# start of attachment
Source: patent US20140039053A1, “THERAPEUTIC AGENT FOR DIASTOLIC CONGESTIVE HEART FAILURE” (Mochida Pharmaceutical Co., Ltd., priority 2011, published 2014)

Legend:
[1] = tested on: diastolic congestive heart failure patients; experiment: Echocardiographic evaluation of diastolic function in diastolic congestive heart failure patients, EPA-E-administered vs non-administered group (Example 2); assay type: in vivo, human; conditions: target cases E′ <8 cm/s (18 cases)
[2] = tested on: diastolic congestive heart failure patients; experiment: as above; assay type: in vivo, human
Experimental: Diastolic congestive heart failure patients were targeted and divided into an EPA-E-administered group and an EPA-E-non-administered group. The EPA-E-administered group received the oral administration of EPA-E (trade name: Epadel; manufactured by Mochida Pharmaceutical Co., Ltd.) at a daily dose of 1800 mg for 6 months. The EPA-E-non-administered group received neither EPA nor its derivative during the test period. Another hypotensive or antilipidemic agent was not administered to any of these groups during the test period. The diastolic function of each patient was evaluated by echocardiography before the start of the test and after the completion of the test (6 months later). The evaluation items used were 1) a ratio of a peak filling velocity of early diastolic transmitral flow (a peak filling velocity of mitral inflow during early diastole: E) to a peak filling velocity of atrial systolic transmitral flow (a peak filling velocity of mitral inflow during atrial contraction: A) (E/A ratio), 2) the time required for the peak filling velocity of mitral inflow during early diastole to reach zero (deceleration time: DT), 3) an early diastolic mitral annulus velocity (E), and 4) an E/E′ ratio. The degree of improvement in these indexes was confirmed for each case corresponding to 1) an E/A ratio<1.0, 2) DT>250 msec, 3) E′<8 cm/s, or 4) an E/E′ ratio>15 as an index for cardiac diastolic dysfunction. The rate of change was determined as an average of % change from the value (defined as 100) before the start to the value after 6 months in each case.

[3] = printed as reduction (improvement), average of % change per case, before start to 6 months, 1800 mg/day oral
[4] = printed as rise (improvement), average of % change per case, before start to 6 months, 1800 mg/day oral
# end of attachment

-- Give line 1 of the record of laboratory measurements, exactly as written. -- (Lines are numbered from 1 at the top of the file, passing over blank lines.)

Source: patent US20140039053A1, “THERAPEUTIC AGENT FOR DIASTOLIC CONGESTIVE HEART FAILURE” (Mochida Pharmaceutical Co., Ltd., priority 2011, published 2014)